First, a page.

Rinse with warm saline water: Rinsing your mouth with warm salt water can help keep the affected area clean and reduce the risk of infection. Dissolve a teaspoon of salt in a cup of warm water and rinse your mouth gently.

Dental Treatment Options for a Cracked Tooth

Each tooth comprises three primary layers, namely enamel, dentin, and pulp. Enamel is the outermost and hardest layer of the tooth, while dentin is situated beneath the enamel and contains tiny tubules. Temperature sensitivity may occur when the enamel is compromised, as hot and cold sensations travel through these tubules. Pulp is the innermost and soft part of every tooth, housing blood vessels and nerves. Depending on the extent of the crack in your tooth, different treatment options may be recommended.

Dental filling or bonding: For minor shallow cracks that haven’t reached the tooth pulp, a dentist can use a tooth-colored resin to fix or reshape the tooth.

Dental crown or ‘cap’ or Onlay or Inlay: In cases where cracks on teeth are more severe or if they extend to the pulp, a dental crown, also known as a ‘cap,’ onlay, or inlay, may be necessary to protect and restore the tooth’s structure. Typically, permanent crowns are made from various materials such as metal, porcelain, ceramic, or all resin.

Root canal therapy: If you have a cracked tooth that extends deep into the tooth, reaching the innermost part known as the pulp (which contains nerves and blood vessels), you may need a root canal treatment. This procedure helps prevent bacteria from entering the pulp, which can lead to infection and inflammation.

Tooth extraction: In certain extreme cases where the tooth is irreparably damaged, extraction might be the only solution. Dental restoration option such as dental implants can restore the tooth’s functionality and aesthetics.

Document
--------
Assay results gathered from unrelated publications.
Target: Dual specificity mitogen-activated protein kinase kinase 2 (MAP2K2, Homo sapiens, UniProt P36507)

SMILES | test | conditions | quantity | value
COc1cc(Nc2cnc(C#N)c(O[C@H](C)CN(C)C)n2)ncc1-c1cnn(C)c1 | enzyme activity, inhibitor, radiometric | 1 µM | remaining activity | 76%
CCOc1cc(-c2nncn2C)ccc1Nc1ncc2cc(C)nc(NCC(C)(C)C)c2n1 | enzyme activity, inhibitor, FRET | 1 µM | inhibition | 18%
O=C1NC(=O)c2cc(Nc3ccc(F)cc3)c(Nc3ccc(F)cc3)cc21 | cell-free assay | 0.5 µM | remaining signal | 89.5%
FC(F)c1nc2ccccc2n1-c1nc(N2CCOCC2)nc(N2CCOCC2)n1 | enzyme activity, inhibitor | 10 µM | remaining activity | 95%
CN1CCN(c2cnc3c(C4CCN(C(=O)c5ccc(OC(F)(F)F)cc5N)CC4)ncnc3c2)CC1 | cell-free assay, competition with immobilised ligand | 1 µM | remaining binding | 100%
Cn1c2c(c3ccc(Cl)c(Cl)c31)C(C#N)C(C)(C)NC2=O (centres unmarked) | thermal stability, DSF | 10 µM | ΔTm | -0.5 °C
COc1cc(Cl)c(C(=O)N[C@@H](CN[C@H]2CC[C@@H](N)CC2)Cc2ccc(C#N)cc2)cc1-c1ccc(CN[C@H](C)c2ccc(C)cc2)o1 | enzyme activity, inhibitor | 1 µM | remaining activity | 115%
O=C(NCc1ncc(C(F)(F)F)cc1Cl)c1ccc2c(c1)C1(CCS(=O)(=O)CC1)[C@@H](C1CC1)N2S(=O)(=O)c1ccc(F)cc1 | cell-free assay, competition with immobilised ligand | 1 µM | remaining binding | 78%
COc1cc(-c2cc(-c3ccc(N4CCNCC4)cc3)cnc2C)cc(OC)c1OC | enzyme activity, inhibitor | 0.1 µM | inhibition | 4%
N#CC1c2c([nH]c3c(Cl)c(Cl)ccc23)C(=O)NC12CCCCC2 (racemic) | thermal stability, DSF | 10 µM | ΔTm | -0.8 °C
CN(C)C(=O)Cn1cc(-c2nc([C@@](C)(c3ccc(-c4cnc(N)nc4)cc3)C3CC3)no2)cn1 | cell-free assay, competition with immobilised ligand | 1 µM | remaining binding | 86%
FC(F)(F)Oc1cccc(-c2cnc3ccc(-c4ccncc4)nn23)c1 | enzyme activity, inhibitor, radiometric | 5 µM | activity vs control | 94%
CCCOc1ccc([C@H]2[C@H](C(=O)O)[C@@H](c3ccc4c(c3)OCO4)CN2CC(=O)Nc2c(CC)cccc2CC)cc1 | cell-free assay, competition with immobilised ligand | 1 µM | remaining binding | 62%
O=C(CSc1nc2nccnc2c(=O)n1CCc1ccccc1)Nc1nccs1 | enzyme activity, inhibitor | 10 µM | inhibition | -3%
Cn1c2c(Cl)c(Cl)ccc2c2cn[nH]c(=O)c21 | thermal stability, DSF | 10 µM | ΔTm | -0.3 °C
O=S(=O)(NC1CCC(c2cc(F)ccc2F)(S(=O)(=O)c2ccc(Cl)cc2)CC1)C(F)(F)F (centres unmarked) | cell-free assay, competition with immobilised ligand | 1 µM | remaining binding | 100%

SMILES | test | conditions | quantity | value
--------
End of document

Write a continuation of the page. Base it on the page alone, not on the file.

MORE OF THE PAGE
Cracked Tooth Prevention

Preventive measures go a long way in maintaining overall dental wellness. A few simple practices can help you avoid a cracked tooth:

Avoid biting down on hard substances: Steering clear of hard foods, ice, using pens as a chewing substitute can minimize the risk of cracking your teeth.

Wear a mouthguard during activities: Teeth grinding, also known as bruxism, and certain physical activities can put your teeth at risk. A custom-fit mouthguard can provide a protective barrier, preventing any potential damage.

Maintain routine check-ups: Regular dental checks and cleanings allow early detection of micro-cracks or potential oral health issues, promoting preventive care before the problem escalates.

Pain When Biting Down

Experiencing pain while biting down is a clear indication of an underlying dental problem that requires immediate attention. This discomfort is often caused by issues such as a cracked tooth, a loose filling, or an abscess. Ignoring this pain is not recommended, as dental problems usually get worse over time.

It’s important not to ignore any dental pain as it could worsen and lead to more serious conditions. Addressing dental issues promptly is crucial as it reduces the chances of requiring extensive dental treatments in the future. By taking care of these dental concerns early, you can avoid the problem from becoming a significant cause for concern.


Yes, you should see your dentist if you have a chipped tooth. A chipped tooth can become sensitive, which can be bothersome and may signal a more serious problem, such as a larger crack that could lead to more permanent damage. A simple procedure like dental bonding can repair minor chips using a plastic resin to fill the affected area.